And somewhere along the line, Green found something he'd never known before: happiness.

By accepting her father — fighter warts and all — Madeline allowed him to accept himself. Now, says Green, "my whole standard of living's changed. I started looking out for the world better. She's made me a kinder person. She's made me appreciate life."

The boy who was picked on in grade school, the teenager who took out his anger on other people's faces, the young man who'd never known how to love — finally found it.

For more images, visit MMA for Kids: A Family Story.
Kholood Eid
For more images, visit MMA for Kids: A Family Story.
For more images, visit MMA for Kids: A Family Story.
Kholood Eid
For more images, visit MMA for Kids: A Family Story.

"She's the first person I said 'I love you' to, and she's the first person who told me they loved me and meant it unconditionally," he says.

Mean Mike Green, one of the toughest men in St. Louis, now has tears in his eyes. "I can't hardly talk about her," he concedes with a sniffle. Asked what chokes him up the most, he says: "When I see myself in her."


Mike Green made pains to ensure his daughter didn't feel forced into MMA fighting, which his friends confirm; Madeline says she made the decision to become a fighter on her own. And she's hardly alone for her age group. Across the country, as the sport continues to grow, more and more children are signing up for MMA classes.

"For years kids have grown up doing either tae kwon do or karate or judo, but MMA training mixes it all together and gives kids an avenue to see if these self-defenses really work," says Steve Crawford, the vice president of the amateur sanctioning body International Sport Combat Federation.

The youth movement hasn't come without controversy. Two years ago, a video was released depicting boys as young as six slugging it out in a converted garage in Carthage, Missouri. The fights were being staged by ex-professional MMA fighter Rudy Lindsey. National news crews parachuted in, exposing the fighting ring and spotlighting Lindsey, who asserted the operation was entirely safe. But doctors cried foul.

"There is great reason to have concern over a sport that places a growing person at risk for head injury," Dr. Matthew Dobbs, an orthopedist at St. Louis Children's Hospital, says today. "A lot of things can go wrong with a developing brain. The literature shows that repeated head injuries lead to behavioral issues, more problems concentrating in school and lower grades."

The video appalled enough people to force Missouri's Office of Athletics into banning organized MMA fights for kids younger than eighteen. Since then, all but a handful of states have outlawed such fights as well.

Even some MMA enthusiasts have applauded those decisions.

"It takes a certain maturity for kids to train in MMA," says Andy Foster, the director of the Georgia Athletic and Entertainment Commission. "You're not learning how to throw a punch; you're learning how to break someone's arm."

Oklahoma-based youth trainer Piet Wilhelm recalls a time a few years ago when kids were trotted out into a cage in front of beer-guzzling yahoos. "To see kids get arm-barred and cry in front of adults who are yelling 'kick his fucking ass' — I don't want to see that," he says.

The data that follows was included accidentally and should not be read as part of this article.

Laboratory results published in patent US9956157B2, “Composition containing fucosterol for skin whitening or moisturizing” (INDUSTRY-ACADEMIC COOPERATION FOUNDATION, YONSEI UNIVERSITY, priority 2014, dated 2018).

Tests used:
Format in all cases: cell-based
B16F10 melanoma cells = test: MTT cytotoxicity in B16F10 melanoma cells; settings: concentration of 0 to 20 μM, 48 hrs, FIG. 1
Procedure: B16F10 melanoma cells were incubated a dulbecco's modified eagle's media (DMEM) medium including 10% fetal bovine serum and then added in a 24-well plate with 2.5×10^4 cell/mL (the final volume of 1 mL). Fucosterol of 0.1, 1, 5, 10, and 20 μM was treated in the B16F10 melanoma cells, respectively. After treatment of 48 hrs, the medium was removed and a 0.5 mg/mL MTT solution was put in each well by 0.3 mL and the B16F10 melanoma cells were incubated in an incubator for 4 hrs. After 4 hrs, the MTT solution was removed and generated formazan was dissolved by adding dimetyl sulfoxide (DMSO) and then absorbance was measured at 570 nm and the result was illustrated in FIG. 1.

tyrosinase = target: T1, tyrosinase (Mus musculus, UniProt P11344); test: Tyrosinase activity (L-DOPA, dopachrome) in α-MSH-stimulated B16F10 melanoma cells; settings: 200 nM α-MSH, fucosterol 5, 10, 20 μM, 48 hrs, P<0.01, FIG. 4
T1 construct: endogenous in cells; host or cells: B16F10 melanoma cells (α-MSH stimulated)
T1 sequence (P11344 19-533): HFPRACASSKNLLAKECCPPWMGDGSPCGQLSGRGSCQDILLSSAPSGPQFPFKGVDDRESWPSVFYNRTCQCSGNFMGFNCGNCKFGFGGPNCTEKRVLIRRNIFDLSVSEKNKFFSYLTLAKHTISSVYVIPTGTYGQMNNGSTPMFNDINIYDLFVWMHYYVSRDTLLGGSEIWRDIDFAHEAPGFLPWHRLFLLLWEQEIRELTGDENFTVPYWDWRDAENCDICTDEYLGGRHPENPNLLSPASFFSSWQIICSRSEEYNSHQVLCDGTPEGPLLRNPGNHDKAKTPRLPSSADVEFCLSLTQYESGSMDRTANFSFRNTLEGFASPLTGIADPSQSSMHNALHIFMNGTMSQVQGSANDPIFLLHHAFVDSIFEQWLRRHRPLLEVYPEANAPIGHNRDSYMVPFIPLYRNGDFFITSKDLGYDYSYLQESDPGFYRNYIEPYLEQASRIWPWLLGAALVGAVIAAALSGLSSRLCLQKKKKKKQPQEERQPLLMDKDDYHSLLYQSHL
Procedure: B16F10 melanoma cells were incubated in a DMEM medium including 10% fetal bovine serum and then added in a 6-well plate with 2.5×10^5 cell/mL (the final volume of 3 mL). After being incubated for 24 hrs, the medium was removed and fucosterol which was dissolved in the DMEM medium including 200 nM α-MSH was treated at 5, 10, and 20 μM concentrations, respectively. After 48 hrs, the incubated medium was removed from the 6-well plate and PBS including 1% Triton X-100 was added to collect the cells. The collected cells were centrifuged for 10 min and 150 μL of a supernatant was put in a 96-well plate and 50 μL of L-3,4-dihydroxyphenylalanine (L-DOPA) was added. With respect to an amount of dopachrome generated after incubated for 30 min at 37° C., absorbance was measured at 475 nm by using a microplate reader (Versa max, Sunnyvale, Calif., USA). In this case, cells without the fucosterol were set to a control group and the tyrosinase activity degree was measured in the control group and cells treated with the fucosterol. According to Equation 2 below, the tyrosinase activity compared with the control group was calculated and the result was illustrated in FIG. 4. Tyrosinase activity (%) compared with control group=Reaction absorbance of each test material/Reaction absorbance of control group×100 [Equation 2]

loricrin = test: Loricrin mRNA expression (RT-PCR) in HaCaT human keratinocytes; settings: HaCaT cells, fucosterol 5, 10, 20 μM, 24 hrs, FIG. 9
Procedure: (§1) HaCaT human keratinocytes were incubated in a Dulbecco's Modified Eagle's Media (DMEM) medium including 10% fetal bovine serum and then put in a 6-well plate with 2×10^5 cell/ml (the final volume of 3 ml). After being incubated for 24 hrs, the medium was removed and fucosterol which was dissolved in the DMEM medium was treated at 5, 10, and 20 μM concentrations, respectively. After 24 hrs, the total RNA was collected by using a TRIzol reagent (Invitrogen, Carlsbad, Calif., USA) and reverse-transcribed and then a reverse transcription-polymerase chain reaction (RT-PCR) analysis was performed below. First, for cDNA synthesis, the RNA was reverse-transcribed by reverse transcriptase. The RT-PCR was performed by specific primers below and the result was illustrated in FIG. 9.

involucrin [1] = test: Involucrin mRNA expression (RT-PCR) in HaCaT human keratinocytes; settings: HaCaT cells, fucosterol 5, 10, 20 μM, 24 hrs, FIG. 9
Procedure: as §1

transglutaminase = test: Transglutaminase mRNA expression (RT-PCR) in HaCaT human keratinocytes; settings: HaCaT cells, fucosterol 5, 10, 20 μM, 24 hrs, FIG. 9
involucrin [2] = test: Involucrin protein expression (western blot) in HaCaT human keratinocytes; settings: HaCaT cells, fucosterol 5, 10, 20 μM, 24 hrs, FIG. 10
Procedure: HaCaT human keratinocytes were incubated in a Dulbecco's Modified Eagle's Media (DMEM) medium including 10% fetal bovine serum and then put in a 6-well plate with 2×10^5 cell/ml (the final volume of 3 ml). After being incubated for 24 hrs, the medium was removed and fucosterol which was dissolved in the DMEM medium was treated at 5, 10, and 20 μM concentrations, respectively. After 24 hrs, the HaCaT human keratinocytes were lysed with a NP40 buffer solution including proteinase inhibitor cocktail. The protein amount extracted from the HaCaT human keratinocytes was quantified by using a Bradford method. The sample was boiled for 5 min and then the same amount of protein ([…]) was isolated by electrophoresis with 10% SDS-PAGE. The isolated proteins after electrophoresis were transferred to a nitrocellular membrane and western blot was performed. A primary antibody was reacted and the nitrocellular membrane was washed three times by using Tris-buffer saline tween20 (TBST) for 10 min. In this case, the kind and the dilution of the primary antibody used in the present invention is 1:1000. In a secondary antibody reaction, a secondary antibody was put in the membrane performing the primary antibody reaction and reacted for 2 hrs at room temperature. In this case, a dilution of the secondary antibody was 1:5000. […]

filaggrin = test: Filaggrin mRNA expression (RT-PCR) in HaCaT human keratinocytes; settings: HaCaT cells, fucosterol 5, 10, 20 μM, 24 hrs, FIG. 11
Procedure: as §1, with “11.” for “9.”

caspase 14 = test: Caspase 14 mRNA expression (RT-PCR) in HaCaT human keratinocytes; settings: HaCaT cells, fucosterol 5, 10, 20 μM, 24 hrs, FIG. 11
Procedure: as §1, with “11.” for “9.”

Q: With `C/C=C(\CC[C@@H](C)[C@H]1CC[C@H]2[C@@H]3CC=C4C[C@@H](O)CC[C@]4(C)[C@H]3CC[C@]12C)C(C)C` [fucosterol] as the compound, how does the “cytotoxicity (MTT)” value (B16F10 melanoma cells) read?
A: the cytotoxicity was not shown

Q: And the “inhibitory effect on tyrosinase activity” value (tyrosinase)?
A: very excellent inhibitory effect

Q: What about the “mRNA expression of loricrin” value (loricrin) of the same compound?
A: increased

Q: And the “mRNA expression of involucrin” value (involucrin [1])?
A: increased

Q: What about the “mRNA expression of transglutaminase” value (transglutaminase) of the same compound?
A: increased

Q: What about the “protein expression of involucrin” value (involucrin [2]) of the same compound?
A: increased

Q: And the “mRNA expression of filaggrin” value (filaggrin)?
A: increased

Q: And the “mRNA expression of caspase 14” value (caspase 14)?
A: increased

But now, those critics' voices are being matched by a chorus of trainers asking states to reevaluate their policies on organized competition for kids. Rebutting the assertion that the sport is too dangerous, these trainers point to a new generation that's seeking out MMA training — and finding it.

In Daddis Fight Camp gyms in the Philadelphia region, where kids fight in cages, youth enrollment has jumped from 150 to 500 in the last year. Capital MMA in Alexandria, Virginia, has witnessed a near quadrupling of youth applicants and now offers eleven children's classes a week. (Like Anic's Mini-Finney's class, the trainers at Capital MMA don't allow strikes to the head.) Las Vegas's TapouT Training Center, run by former pro fighter Shawn Tompkins, recently produced a video featuring eight- and nine-year-old brothers duking it out in a cage; the pair has been training since they were eighteen months old.

"We tried to teach traditional martial arts, but, oh, man, was it boring," says Brad Daddis, of Daddis Fight Camp. "Before, we were catering to parents who are now grandparents. Then we suddenly realized that parents are now our age. They have tattoos. They're familiar with MMA. They realize that traditional martial arts training, with all due respect, isn't very effective."

The biggest argument from MMA-for-youth advocates is that kids are already entering competitions testing individual fighting skills, including jiu-jitsu and kickboxing. Why, then, can't they enter tournaments that simply bring these skills together?

Still, Tim Lueckenhoff, executive director of the Missouri Office of Athletics, doubts regulation will happen for kids, especially in light of the Carthage scandal. "The biggest concern is the manipulation of the joints – the twisting and the kicking," he says. "And headgear would be a nightmare to keep in place."

But Crawford believes that by instituting a clear set of safety requirements — no choke-holds or strikes to the head, for example — regulators could be persuaded. "We need to have a powwow with the parents and athletic commission," he says. "Because these kids want to fight. And they will."

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